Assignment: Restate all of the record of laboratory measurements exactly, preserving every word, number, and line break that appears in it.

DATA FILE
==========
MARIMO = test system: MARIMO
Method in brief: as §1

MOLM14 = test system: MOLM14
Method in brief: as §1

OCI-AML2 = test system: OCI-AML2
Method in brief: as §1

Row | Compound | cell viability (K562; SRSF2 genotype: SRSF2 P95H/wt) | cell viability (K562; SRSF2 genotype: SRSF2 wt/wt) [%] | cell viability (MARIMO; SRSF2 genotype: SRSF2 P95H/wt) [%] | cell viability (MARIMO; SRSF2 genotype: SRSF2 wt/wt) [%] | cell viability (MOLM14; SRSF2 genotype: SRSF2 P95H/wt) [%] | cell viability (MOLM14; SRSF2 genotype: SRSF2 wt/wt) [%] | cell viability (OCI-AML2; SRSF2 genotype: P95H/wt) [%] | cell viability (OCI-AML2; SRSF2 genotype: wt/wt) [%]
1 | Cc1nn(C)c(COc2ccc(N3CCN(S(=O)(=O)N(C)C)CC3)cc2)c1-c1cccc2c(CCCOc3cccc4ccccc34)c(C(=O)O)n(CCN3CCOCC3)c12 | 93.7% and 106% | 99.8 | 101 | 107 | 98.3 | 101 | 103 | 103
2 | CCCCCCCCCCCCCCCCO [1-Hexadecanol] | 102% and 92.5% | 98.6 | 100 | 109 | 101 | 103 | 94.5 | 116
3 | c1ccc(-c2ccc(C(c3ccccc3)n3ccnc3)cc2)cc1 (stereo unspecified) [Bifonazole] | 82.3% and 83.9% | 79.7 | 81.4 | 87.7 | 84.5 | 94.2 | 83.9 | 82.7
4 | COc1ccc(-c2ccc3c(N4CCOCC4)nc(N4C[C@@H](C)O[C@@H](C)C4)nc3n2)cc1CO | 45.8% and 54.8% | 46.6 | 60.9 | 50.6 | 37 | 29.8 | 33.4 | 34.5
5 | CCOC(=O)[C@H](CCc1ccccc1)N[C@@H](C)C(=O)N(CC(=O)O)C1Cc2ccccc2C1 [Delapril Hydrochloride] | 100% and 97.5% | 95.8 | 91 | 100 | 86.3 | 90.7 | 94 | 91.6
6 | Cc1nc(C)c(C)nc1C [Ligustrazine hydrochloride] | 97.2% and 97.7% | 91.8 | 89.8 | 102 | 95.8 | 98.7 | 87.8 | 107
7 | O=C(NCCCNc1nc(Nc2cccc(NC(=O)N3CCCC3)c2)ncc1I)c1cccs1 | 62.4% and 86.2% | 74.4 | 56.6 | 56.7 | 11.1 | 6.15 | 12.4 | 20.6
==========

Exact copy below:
MARIMO = test system: MARIMO
Method in brief: as §1

MOLM14 = test system: MOLM14
Method in brief: as §1

OCI-AML2 = test system: OCI-AML2
Method in brief: as §1

Row | Compound | cell viability (K562; SRSF2 genotype: SRSF2 P95H/wt) | cell viability (K562; SRSF2 genotype: SRSF2 wt/wt) [%] | cell viability (MARIMO; SRSF2 genotype: SRSF2 P95H/wt) [%] | cell viability (MARIMO; SRSF2 genotype: SRSF2 wt/wt) [%] | cell viability (MOLM14; SRSF2 genotype: SRSF2 P95H/wt) [%] | cell viability (MOLM14; SRSF2 genotype: SRSF2 wt/wt) [%] | cell viability (OCI-AML2; SRSF2 genotype: P95H/wt) [%] | cell viability (OCI-AML2; SRSF2 genotype: wt/wt) [%]
1 | Cc1nn(C)c(COc2ccc(N3CCN(S(=O)(=O)N(C)C)CC3)cc2)c1-c1cccc2c(CCCOc3cccc4ccccc34)c(C(=O)O)n(CCN3CCOCC3)c12 | 93.7% and 106% | 99.8 | 101 | 107 | 98.3 | 101 | 103 | 103
2 | CCCCCCCCCCCCCCCCO [1-Hexadecanol] | 102% and 92.5% | 98.6 | 100 | 109 | 101 | 103 | 94.5 | 116
3 | c1ccc(-c2ccc(C(c3ccccc3)n3ccnc3)cc2)cc1 (stereo unspecified) [Bifonazole] | 82.3% and 83.9% | 79.7 | 81.4 | 87.7 | 84.5 | 94.2 | 83.9 | 82.7
4 | COc1ccc(-c2ccc3c(N4CCOCC4)nc(N4C[C@@H](C)O[C@@H](C)C4)nc3n2)cc1CO | 45.8% and 54.8% | 46.6 | 60.9 | 50.6 | 37 | 29.8 | 33.4 | 34.5
5 | CCOC(=O)[C@H](CCc1ccccc1)N[C@@H](C)C(=O)N(CC(=O)O)C1Cc2ccccc2C1 [Delapril Hydrochloride] | 100% and 97.5% | 95.8 | 91 | 100 | 86.3 | 90.7 | 94 | 91.6
6 | Cc1nc(C)c(C)nc1C [Ligustrazine hydrochloride] | 97.2% and 97.7% | 91.8 | 89.8 | 102 | 95.8 | 98.7 | 87.8 | 107
7 | O=C(NCCCNc1nc(Nc2cccc(NC(=O)N3CCCC3)c2)ncc1I)c1cccs1 | 62.4% and 86.2% | 74.4 | 56.6 | 56.7 | 11.1 | 6.15 | 12.4 | 20.6